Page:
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PLoS One. 2009;4(1):e4162. doi: 10.1371/journal.pone.0004162. Epub 2009 Jan 8.

Molecular time-course and the metabolic basis of entry into dauer in Caenorhabditis elegans.

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  • 1Department of Biochemistry, College of Life Sciences and Biotechnology, Yonsei Proteome Research Center and Biomedical Proteome Research Center, Yonsei University, Seoul, Korea.

Erratum in

  • PLoS ONE.2009;4(2).doi: 10.1371/annotation/0dfbcb98-872c-4e20-96e0-5deb7f484830.

Abstract

When Caenorhabditis elegans senses dauer pheromone (daumone), signaling inadequate growth conditions, it enters the dauer state, which is capable of long-term survival. However, the molecular pathway of dauer entry in C. elegans has remained elusive. To systematically monitor changes in gene expression in dauer paths, we used a DNA microarray containing 22,625 gene probes corresponding to 22,150 unique genes from C. elegans. We employed two different paths: direct exposure to daumone (Path 1) and normal growth media plus liquid culture (Path 2). Our data reveal that entry into dauer is accomplished through the multi-step process, which appears to be compartmentalized in time and according to metabolic flux. That is, a time-course of dauer entry in Path 1 shows that dauer larvae formation begins at post-embryonic stage S4 (48 h) and is complete at S6 (72 h). Our results also suggest the presence of a unique adaptive metabolic control mechanism that requires both stage-specific expression of specific genes and tight regulation of different modes of fuel metabolite utilization to sustain the energy balance in the context of prolonged survival under adverse growth conditions. It is apparent that worms entering dauer stage may rely heavily on carbohydrate-based energy reserves, whereas dauer larvae utilize fat or glyoxylate cycle-based energy sources. We created a comprehensive web-based dauer metabolic database for C. elegans (www.DauerDB.org) that makes it possible to search any gene and compare its relative expression at a specific stage, or evaluate overall patterns of gene expression in both paths. This database can be accessed by the research community and could be widely applicable to other related nematodes as a molecular atlas.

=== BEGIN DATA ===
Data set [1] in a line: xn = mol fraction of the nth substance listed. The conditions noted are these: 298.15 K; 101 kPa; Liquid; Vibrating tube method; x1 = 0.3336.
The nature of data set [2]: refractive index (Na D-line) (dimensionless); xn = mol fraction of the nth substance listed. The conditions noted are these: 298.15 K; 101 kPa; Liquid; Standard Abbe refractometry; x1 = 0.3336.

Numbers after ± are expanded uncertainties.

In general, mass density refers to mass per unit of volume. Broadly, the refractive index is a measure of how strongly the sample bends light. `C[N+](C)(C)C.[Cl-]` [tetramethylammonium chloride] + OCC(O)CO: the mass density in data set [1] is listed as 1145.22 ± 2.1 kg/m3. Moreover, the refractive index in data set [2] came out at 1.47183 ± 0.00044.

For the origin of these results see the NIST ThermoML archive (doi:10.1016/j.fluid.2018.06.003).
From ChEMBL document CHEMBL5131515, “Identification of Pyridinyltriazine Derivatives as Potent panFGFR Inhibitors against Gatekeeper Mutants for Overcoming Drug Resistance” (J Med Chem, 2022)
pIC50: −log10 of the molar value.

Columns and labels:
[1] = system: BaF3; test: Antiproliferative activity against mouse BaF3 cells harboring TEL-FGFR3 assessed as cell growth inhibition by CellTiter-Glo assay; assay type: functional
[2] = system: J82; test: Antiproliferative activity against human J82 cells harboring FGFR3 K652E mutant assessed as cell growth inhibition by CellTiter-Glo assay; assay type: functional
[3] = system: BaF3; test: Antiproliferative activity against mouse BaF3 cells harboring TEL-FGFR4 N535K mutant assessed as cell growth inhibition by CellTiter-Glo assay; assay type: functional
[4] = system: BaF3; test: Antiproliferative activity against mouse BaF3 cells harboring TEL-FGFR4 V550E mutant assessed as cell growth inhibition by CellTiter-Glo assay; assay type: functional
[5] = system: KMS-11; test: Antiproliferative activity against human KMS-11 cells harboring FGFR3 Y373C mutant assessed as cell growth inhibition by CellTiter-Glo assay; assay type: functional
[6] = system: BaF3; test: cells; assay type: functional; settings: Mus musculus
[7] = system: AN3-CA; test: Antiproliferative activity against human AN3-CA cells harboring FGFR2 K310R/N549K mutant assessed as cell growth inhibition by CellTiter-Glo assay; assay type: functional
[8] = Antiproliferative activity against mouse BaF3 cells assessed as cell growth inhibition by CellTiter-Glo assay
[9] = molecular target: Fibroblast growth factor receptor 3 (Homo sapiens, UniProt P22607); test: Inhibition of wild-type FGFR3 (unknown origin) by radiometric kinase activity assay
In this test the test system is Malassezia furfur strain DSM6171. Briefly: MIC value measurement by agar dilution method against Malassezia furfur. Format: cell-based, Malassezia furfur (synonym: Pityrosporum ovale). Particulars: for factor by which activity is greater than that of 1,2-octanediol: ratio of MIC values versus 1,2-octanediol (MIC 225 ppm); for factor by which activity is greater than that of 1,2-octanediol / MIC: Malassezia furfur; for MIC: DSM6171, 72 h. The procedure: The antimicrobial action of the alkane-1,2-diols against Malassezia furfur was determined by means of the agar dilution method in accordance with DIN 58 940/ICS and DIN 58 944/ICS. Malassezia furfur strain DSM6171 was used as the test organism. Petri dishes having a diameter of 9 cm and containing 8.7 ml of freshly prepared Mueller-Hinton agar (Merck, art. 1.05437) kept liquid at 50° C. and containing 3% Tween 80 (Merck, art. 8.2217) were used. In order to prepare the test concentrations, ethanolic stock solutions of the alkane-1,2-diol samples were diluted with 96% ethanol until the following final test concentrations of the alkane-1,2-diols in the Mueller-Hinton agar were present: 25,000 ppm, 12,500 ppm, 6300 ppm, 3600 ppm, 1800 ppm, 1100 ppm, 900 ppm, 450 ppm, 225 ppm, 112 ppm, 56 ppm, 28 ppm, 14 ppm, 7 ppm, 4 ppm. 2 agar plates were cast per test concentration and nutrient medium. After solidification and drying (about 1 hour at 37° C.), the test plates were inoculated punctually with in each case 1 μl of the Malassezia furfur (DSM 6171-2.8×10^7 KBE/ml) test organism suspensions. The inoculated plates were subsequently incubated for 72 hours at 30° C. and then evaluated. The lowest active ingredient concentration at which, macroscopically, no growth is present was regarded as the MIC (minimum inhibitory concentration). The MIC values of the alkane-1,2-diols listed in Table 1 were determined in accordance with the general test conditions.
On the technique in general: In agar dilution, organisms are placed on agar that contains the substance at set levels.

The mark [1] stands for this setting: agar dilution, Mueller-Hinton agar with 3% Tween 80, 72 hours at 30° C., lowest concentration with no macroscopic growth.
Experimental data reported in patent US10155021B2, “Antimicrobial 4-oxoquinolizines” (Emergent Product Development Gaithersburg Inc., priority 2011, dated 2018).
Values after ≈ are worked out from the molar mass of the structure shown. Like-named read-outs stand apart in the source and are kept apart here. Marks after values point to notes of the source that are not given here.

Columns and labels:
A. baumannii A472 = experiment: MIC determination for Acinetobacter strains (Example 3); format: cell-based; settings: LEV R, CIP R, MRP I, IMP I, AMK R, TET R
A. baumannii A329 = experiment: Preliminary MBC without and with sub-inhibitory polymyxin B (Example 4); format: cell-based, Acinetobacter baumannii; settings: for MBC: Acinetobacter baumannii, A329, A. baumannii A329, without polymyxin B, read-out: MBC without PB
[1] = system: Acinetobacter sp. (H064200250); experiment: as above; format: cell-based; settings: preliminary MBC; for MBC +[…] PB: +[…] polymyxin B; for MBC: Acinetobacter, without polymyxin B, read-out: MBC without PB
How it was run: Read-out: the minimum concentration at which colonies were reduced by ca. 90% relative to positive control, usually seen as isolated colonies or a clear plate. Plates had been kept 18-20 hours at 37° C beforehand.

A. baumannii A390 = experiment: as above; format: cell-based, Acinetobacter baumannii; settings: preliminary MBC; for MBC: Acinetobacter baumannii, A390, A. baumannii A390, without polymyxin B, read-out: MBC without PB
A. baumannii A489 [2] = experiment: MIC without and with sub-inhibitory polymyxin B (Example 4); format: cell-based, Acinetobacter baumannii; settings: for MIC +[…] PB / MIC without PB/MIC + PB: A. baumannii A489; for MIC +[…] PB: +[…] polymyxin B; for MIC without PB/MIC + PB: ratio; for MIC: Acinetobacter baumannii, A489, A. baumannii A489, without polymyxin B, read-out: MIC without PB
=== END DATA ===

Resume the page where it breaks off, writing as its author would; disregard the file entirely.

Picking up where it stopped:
PMID:
19129915
[PubMed - indexed for MEDLINE]
PMCID:
PMC2612749
Free PMC Article
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